mon 24/02/2020

theartsdesk com, first with arts reviews, news and interviews

Ariana Neumann
Monday, 24 February 2020
It was during my first week at Tufts University in America, when I was 17, that I was told by a stranger that I was Jewish. As I left one of the orientation talks, I was...
Matt Wolf
Monday, 24 February 2020
This latest musical theatre exercise in “geek chic” has been an American phenomenon: a show propelled by social media that developed a rabid fan base taking it all the way to...
Joseph Walsh
Monday, 24 February 2020
There’s an undeniable romance to mid-'90s New York. Absent of the chirp of mobile phones, or the swirl of social media, it comes across as a more halcyon age, closer to the...
Sarah Kent
Monday, 24 February 2020
The exhibition starts on the Barbican’s lift doors, which are emblazoned with photographs from the show. They include one of my all-time favourites: Herb Ritts’s Fred with Tyres...
Adam Sweeting
Monday, 24 February 2020
The comic book of Locke and Key, written by Joe Hill (son of horror writer Stephen King) and illustrated by Gabriel Rodriguez, was first published in 2008, and its mix of multi-...
Tim Cumming
Monday, 24 February 2020
Recent politics surround the EU and nationhood, fantasies of Irish Sea bridges and trading borders more porous than limestone have revived the granular rub between Eire and...
Veronica Lee
Monday, 24 February 2020
It has been seven years since Alexei Sayle last toured, with radio shows and books detaining him elsewhere, but he's back...
Joe Muggs
Monday, 24 February 2020
Around the turn of the millennium, when Dan Snaith started releasing music – initially as Manitoba, then Caribou, and...
Boyd Tonkin
Sunday, 23 February 2020
Some menus never change. In 1910, the Loyal British Waiters Society came into being, prompted by “xenophobic resentment at...
Daniel Baksi
Sunday, 23 February 2020
With the publication of her first work, Waiariki (1975), Patricia Grace became the author of the first ever collection of...
Kieron Tyler
Sunday, 23 February 2020
For record buyers, Bona Rays left limited evidence for their existence. One single was issued by the aptly named Mystery...
Joe Muggs
Sunday, 23 February 2020
Grimes is hilarious. For all the grandiose conceptualism, apocalyptic visions, high tech sonic manipulation, outré costumes...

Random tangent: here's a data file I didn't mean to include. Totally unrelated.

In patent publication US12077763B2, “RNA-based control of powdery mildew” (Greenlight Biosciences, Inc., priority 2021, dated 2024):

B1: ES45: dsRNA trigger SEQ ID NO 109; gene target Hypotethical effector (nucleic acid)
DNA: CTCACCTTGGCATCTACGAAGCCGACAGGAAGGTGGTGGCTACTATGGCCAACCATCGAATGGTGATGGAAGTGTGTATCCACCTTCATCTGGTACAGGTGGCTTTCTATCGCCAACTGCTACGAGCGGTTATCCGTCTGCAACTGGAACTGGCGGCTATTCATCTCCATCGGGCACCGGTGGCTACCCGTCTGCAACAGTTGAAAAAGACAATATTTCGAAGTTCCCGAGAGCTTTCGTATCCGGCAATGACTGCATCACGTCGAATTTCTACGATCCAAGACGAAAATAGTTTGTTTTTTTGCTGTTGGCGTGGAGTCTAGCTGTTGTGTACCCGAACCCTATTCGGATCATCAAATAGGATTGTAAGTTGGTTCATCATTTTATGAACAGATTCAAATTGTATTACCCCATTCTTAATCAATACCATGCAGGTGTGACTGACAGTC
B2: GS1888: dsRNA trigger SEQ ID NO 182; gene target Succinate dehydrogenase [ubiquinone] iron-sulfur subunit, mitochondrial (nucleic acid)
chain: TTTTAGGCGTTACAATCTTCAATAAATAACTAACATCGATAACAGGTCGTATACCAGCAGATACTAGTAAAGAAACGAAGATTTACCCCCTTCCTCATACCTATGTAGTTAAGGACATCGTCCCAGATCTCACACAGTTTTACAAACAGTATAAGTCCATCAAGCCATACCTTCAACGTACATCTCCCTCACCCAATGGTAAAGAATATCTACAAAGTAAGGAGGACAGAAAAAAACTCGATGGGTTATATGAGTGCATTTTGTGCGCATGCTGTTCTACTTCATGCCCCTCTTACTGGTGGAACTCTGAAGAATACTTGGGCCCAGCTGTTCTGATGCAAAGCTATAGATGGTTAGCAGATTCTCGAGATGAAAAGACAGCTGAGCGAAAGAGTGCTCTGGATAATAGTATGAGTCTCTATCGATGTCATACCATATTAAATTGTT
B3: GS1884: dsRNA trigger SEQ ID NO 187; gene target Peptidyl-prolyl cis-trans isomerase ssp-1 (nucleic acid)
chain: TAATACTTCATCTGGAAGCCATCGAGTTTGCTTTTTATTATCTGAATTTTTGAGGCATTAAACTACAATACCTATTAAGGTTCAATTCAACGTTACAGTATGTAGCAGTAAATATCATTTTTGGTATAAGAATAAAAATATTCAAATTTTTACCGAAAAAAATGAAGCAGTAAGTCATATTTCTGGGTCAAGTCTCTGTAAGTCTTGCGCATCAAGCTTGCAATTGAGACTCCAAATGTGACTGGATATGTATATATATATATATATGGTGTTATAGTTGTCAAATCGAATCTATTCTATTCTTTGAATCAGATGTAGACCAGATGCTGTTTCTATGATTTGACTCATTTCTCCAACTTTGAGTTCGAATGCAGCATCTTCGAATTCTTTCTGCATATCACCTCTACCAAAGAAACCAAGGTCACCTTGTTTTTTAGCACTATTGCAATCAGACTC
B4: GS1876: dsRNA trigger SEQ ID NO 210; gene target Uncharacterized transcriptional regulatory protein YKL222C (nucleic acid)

David Nice
Saturday, 22 February 2020
In Beethoven anniversary year, there are three ways to enhance our ongoing concert dialogues with the composer beyond the...
Adam Sweeting
Saturday, 22 February 2020
Apparently network executives initially reacted with alarm to the premise of Hunters, Amazon’s new big-ticket series chiefly...
Jonathan Geddes
Saturday, 22 February 2020
As Gaz Coombes noted around the halfway point of Supergrass’s Barrowland set “the last time we were here it was to say...
Markie Robson-Scott
Saturday, 22 February 2020
“It’s cool to see a car crash or a gunshot wound, it’s exciting.” Emergency medical technician Juan Ochoa, 17, loves his...
Jenny Gilbert
Saturday, 22 February 2020
It’s hard enough to imagine hip hop set to the songs of Sting, but a hip hop show in which 27 songs by Sting laid end to end...
Graham Rickson
Saturday, 22 February 2020
 Beethoven: Piano Sonatas 1-32 Igor Levit (Sony)“Beethoven paid no attention at all to the conventions of his own time...
Guy Oddy
Saturday, 22 February 2020
To anyone out of their teens or without a grasp of the Korean language, BTS are probably an unknown quantity. Yet, they are...

★★★★ HUNTERS, AMAZON PRIME Pacino's commanding performance anchors unusual hybrid


★★★★ A NUMBER, BRIDGE THEATRE A dream team dazzles anew

CLASSICAL CDS WEEKLY Beethoven, Bruckner and Notice Recordings' cassettes

★★★★ AIMARD, GÜRZENICH-ORCHESTER KÖLN, ROTH, RFH Beethoven as avant-gardist

★★★★ SUPERGRASS, BARROWLAND, GLASGOW Nostalgic reunion proves greatest hits stand test of time

disc of the day

CD: Caribou - Suddenly

The Canadian psyche-pop genre fuser further hones his craft